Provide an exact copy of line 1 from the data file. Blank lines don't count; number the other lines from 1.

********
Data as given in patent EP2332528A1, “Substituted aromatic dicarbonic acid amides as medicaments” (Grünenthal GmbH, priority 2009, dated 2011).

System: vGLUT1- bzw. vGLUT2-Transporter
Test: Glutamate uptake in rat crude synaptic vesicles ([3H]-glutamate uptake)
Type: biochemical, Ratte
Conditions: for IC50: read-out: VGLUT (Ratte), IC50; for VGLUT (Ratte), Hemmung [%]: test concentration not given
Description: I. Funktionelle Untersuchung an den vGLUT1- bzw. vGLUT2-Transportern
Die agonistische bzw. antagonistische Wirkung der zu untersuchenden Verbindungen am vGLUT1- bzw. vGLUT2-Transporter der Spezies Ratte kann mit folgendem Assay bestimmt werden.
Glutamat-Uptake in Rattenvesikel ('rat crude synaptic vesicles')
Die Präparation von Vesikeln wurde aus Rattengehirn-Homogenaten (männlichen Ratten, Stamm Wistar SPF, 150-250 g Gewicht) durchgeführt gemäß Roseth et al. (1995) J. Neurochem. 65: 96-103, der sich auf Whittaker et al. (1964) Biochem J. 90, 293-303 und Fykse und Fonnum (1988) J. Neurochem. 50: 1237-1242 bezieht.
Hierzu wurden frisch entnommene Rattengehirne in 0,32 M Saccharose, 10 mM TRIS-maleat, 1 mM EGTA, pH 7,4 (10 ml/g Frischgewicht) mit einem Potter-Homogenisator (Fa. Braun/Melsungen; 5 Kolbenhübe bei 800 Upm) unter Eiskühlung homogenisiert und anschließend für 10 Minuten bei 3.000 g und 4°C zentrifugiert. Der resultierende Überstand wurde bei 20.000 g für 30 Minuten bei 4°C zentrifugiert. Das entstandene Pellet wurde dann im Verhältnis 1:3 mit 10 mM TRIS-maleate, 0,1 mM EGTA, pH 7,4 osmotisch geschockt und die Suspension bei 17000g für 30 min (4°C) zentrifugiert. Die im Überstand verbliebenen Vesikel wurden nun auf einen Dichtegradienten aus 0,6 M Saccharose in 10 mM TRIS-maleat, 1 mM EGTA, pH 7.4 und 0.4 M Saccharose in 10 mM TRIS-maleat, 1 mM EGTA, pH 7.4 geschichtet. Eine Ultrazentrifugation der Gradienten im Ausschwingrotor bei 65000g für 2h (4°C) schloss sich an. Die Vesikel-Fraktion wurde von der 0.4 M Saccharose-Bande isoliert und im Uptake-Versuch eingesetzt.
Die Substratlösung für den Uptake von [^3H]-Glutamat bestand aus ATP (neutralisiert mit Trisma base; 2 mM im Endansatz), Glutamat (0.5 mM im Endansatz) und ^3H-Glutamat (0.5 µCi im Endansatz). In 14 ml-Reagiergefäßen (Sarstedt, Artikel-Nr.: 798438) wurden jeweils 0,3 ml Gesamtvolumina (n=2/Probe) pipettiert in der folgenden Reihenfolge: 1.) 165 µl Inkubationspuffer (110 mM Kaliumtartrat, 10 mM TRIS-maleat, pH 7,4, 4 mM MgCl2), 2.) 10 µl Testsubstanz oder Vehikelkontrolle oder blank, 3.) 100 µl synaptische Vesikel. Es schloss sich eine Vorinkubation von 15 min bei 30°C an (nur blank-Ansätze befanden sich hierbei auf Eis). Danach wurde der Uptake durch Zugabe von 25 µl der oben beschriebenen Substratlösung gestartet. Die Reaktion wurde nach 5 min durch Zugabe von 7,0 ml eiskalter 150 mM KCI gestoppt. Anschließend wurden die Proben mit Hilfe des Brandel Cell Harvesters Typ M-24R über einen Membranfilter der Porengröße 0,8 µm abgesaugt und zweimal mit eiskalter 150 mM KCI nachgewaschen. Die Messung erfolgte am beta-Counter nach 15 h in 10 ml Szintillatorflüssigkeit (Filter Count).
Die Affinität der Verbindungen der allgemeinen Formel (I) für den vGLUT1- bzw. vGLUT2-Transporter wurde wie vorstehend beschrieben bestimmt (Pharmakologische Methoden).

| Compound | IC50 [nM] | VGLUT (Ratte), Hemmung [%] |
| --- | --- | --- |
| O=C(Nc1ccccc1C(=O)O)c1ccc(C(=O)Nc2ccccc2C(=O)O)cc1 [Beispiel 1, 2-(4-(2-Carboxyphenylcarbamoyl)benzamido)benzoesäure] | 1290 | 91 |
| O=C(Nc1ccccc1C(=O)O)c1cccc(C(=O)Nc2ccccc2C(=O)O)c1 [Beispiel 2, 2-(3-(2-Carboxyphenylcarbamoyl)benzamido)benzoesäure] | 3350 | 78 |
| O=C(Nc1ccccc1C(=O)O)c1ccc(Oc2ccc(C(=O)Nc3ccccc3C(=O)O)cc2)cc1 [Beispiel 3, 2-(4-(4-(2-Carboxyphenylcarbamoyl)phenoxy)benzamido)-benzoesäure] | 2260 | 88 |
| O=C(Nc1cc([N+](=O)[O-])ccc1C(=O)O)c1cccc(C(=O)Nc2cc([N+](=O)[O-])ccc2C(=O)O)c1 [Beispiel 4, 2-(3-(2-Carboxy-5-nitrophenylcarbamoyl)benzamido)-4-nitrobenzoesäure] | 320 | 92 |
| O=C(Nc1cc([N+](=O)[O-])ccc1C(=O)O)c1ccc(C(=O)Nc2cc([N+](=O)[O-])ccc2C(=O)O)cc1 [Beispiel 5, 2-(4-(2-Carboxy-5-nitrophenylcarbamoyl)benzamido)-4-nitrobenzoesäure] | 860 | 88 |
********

Data as given in patent EP2332528A1, “Substituted aromatic dicarbonic acid amides as medicaments” (Grünenthal GmbH, priority 2009, dated 2011).